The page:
Whenever someone finds themselves interested in the world of screenwriting, diving into the head of the masterminds behind the field is typically the best way to start. Although learning the fundamentals of screenwriting is a must for beginners, there are only so many scriptwriters that become iconic in the field.
Aaron Sorkin is a monumental writer who is regarded as one of the best writers in general ever to exist. Sorkin is primarily known for being a writer for the television series The West Wing, but other writing accolades include A Few Good Men, Molly’s Game, The Social Network, and much more.
When discussing the art of screenwriting, every professional in the realm has their set of unique abilities within it. This is what makes screenwriting such a fascinating way to tell a story since every icon involved in the matter has a different take.
Nonetheless, let’s discuss the art of screenwriting with Sorkin in mind. We’ll discuss Sorkin’s writing style, goals with writing, and what differentiates him from the rest of the crowd. If you’re interested in helping your screenwriting abilities or want to know more about the field, continue reading below!
Photo credit: Den of Geek
Create a Voice
Creating a voice is a broad term, but it can mean many things specifically tied to screenwriting. When you look at a screenwriter like Sorkin, he has his unique voice throughout every facet of how he writes.
First and foremost, you can differentiate a Sorkin script from any other screenwriter. Developing a writing style is incredibly difficult to do, and not many people can do it. The reason this is important is that it sets you apart from other writers. Besides just screenwriting, writers like Stephen King have their own style that isn't like anyone else.
Outside of creating a specific style of writing a script, a voice should be done for every character and action throughout it. A good rule of thumb for this is that you should be able to tell who every character is just by reading their lines.
Although all screenwriters try to do this particular notion, Sorkin is especially good at it. In fact, most will point to Sorkin as being the best at differentiating characters. These two tasks are arguably the most challenging aspect of becoming a great screenwriter like Sorkin. Sorkin has perfected the too so well that it's mostly why he's as known as a writer.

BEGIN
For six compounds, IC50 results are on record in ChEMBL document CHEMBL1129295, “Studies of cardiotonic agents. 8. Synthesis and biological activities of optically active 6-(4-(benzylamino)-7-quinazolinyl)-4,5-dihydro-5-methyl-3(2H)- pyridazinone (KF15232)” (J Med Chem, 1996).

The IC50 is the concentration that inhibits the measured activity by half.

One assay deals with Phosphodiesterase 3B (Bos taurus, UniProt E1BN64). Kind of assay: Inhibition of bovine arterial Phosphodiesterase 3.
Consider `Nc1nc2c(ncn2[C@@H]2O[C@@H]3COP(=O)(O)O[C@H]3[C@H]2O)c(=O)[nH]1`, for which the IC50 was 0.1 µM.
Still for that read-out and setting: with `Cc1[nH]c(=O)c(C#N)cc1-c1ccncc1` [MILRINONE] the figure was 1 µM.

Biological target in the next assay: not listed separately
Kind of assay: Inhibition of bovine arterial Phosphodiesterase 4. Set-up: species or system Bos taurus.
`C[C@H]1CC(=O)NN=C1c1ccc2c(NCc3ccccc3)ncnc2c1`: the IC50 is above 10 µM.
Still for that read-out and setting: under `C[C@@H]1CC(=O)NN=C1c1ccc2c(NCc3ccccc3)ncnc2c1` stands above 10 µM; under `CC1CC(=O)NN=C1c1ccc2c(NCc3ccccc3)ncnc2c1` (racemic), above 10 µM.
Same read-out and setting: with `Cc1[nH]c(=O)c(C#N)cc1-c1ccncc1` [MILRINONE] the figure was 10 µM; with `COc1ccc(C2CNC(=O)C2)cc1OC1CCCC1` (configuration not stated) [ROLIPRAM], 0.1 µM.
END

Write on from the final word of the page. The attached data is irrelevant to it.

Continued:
Use Life for Inspiration
Outside of creating a unique voice for every facet of a script, Sorkin is well-known for taking aspects of his life and putting them in his scripts. Whether they're exact replications of something he experienced, or purely for inspiration, Sorkin is excellent in that regard.
Generally speaking, a lot of writers try to separate their life experiences with their scripts. Although this seems like a good idea, writers like Sorkin try to take everything they see in life and use it as a benefit for their script.
One might think, why would Sorkin use life experiences to help him write The Social Network? Indeed, The Social Network isn’t related to Sorkin at all, but it’s possible that one scene or even one line of dialogue from that script was from an experience Sorkin had in real life.
Basically, just because the story you're telling has nothing to do with your real-life doesn't mean you can't find interesting points in your life to utilize for your script. Sorkin is an excellent example of doing this, like many other fantastic screenwriters.
Dialogue Heavy (Overlapping, Misunderstanding, and Opposite Thoughts)
Whenever someone brings up Sorkin, they typically discuss his use of dialogue. Unlike many other prominent writers who rely on visuals to tell a story, Sorkin feels the opposite. If you look at any Sorkin script, characters talk a lot, more than most scripts have.
On top of the characters talking a lot in a Sorkin script, Sorkin uses a few ways to keep the dialogue-heavy scripts entertaining with every conversation. First, Sorkin loves to have characters talk over each other. This is done purposely to create a sense of realism and conflict with every conversation. People talk over each other all the time in reality, why not use it in a script?
Other than overlapping, Sorkin loves to have misunderstandings and opposite thoughts in most conversations. A simple example of this would be a couple on a date and them arguing over their future while the waiter brings them the wrong food by mistake. Using examples as this creates a more profound meaning with every character and is another example of the art of screenwriting behind Aaron Sorkin.
● The West Wing (1999-2006)
● A Few Good Men (1992)
● The Social Network (2010)
● Moneyball (2011)